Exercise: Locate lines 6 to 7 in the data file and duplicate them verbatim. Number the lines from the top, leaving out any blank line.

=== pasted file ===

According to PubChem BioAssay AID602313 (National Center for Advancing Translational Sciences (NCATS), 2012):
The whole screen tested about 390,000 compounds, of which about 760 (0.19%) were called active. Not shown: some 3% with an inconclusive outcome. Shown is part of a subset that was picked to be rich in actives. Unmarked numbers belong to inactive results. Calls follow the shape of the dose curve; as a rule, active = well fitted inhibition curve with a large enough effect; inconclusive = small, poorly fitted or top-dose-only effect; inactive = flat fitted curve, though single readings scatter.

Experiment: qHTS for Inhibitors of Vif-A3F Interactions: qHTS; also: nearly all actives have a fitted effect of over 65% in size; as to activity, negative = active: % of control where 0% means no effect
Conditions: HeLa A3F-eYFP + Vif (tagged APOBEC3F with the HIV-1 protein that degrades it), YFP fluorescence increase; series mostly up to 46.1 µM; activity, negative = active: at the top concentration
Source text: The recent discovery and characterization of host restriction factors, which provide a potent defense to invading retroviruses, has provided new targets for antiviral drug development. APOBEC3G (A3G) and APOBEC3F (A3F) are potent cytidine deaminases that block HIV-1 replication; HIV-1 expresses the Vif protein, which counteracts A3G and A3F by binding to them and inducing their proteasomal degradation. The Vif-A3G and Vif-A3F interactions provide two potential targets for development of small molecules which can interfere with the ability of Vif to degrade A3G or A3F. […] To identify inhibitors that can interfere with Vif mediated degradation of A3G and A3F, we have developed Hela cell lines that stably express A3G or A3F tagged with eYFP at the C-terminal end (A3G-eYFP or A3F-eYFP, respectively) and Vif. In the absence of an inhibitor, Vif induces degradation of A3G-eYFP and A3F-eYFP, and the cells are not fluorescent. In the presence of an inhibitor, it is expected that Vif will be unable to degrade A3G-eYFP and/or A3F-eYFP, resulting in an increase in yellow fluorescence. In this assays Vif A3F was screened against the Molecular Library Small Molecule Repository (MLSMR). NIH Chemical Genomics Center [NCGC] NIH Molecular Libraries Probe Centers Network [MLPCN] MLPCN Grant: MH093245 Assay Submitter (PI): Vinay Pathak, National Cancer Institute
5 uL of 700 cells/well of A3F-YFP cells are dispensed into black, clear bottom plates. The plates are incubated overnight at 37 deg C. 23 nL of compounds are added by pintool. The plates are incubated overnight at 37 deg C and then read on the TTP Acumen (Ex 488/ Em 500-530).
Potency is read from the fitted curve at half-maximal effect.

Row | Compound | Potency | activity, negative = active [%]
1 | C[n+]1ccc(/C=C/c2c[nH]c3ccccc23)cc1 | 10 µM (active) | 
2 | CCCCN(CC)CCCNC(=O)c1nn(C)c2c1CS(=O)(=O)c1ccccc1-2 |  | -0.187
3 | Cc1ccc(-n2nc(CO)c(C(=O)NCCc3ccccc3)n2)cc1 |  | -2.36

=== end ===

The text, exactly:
5 uL of 700 cells/well of A3F-YFP cells are dispensed into black, clear bottom plates. The plates are incubated overnight at 37 deg C. 23 nL of compounds are added by pintool. The plates are incubated overnight at 37 deg C and then read on the TTP Acumen (Ex 488/ Em 500-530).
Potency is read from the fitted curve at half-maximal effect.